- Effective marketing and communications that demonstrate the modernization of the mining industry to make it more attractive to new generations and to the general public. Share results and outcomes from project. Show progress/advances on innovations develop and communicate what it takes to turn an idea into a market ready product.
Reducing the impact of the mining industry on the environment and making the Canadian industry the leader in the development of environmentally benign technologies. This process can be accelerated by investing in Canada’s mining innovation support ecosystem
-There is a need for partnership incentives and tax rebates for companies in order to provide assistance and direction for First Nation communities.
-Have resources/infrastructure in communities to establish businesses (ie. road building, construction etc.) there is a lack of Indigenous businesses and the need for more guidance for business proposals.
Indigenous Small Business SEED Fund-Pilot Project
With poverty rates well above the national average, First Nation people are faced with monumental obstacles to entrepreneurs(both indigenous and non) require a 10-15% owner’s contribution to access business financing such as grants or loans.
When you don’t have enough money to survive, let alone save any money, yet you have a great idea for a business, ALL programs become inaccessible.
This pilot program would be designed to supply qualified business plans, which have been pre-approved for commercial financing/entrepreneur grants. This approach will greatly reduce the overall risk of the SEED fund, and pass along the cost of assessment on to the business financing organization. The SEED money would be a non-refundable business grant designed as the owner’s contribution which is to be levered for additional funding.
It is vital our Government works to ensure Canadian businesses have the tools and resources they need to succeed. After meeting with our innovators and entrepreneurs in the Bay of Quinte region, I know there are huge opportunities for growth.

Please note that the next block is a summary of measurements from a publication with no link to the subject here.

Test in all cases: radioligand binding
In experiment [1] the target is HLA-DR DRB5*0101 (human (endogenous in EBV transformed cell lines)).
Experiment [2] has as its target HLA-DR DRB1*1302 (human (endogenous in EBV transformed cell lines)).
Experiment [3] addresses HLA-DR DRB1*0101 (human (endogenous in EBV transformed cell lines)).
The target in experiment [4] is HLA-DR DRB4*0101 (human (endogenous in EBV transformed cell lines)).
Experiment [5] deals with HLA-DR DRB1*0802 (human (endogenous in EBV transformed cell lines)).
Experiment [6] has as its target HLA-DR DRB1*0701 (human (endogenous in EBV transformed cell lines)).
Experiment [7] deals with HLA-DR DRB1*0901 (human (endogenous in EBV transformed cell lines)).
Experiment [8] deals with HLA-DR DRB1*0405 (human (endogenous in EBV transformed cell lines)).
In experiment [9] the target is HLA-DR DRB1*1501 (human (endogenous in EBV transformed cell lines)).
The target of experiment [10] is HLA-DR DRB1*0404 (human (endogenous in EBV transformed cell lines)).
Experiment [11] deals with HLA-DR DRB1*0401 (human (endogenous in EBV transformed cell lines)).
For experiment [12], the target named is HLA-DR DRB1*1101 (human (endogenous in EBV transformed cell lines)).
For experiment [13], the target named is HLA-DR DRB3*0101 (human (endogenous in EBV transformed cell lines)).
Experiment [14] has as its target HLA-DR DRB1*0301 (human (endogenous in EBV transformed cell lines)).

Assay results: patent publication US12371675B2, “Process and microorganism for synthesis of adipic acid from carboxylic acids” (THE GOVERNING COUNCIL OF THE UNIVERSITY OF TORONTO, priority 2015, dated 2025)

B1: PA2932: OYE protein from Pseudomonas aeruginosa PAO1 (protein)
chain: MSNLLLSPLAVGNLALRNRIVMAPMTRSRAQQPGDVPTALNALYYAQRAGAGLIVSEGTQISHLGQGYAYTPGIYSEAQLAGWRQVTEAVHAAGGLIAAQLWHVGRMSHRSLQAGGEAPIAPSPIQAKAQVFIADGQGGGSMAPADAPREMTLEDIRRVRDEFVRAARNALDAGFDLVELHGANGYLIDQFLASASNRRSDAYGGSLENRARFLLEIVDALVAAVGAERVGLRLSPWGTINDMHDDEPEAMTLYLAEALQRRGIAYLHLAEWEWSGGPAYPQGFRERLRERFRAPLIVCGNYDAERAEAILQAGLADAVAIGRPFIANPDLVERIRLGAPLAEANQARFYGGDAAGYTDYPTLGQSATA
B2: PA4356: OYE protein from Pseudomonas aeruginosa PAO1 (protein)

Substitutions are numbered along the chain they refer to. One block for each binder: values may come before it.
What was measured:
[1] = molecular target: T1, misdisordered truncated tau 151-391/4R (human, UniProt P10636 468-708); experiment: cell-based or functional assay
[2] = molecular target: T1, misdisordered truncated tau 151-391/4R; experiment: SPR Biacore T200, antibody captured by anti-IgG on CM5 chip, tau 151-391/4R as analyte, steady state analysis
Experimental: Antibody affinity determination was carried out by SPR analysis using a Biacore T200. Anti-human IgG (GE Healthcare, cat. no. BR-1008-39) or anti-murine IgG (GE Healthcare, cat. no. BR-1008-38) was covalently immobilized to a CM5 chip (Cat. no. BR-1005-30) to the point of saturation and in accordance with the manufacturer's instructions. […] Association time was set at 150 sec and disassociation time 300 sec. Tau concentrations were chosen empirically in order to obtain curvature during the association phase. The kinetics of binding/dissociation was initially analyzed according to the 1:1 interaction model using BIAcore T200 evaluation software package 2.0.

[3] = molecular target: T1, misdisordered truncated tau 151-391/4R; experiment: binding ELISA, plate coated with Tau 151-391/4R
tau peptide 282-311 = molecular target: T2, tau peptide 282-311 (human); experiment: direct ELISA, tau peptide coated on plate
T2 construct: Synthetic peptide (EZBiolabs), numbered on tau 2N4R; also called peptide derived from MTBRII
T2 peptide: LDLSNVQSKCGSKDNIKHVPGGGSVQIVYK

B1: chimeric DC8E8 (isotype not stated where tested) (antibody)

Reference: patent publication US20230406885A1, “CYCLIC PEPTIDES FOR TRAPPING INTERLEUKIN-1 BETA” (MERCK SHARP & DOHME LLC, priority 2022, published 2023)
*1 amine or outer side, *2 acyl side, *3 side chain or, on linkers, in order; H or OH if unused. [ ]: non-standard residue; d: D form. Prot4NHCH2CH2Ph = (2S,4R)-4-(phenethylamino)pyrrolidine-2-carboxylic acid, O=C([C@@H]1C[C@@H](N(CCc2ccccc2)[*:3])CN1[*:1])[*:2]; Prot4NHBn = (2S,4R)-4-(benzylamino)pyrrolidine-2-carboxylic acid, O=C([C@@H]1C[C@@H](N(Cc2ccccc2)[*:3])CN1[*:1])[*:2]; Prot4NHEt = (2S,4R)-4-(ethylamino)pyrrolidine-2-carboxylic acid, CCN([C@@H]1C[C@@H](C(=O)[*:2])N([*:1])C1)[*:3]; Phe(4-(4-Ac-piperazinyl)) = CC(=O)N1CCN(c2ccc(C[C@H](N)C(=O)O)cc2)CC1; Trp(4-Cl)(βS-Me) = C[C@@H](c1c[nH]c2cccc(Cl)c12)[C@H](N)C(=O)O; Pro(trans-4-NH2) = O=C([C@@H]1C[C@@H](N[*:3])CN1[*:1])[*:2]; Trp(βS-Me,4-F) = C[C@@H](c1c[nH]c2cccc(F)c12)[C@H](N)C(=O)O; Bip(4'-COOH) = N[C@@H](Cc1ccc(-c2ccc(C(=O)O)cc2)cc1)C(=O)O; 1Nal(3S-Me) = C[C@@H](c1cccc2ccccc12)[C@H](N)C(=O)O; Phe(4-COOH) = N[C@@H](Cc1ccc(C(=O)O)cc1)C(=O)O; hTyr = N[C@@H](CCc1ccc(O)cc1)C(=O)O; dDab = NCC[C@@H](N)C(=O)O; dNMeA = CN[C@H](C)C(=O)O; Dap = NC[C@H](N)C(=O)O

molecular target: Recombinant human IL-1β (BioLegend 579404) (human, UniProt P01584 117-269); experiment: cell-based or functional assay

Ideas from the first meeting included:
- We work better together as a region, and should be meeting together more often
- We need better digital infrastructure in rural communities to enable business growth.
- We should advertise more for immigrants, who are eager to invest, but might not know about us.
- We should promote and celebrate entrepreneurship like we do hockey, so that we will get more young people interested and involved.
- We are global leaders in hockey, and can be global leaders in entrepreneurship if kids get interested at a young age.
Ideas from the second meeting included:
- Improve access to capital in the early stages for a business to get going, and also working capital to expand when they reach that point. This could include mandating that banks have to lend a certain percentage of their money to Canadian businesses, or could include government-backed loans.
- Banks and government should have a longer term approach, rather than looking quarter to quarter or election to election.
- Make a significant investment in the trades to benefit rural areas, including through apprenticeships, since there is a need for skilled talent in rural areas.
Make it easier for entrepreneurs to access trade shows abroad in order to gain foreign investment or access to foreign markets.
Innovation round tables successful harvest of ideas: MPs, Brighton Independent, September 15 2016
Transitioning and integrating young Canadians into the labour market means investment is needed from government, post-secondary institutions, and the private sector. Not all young people are able to successfully make the transition into the labour market despite having education and qualifications. In Canada and other OECD countries, this group is identified as “Poorly Integrated New Entrants”, or (PINEs), and they represent a potential source of talent for companies wishing to hire and expand, but companies and youth need assistance in making those connections between young people and jobs.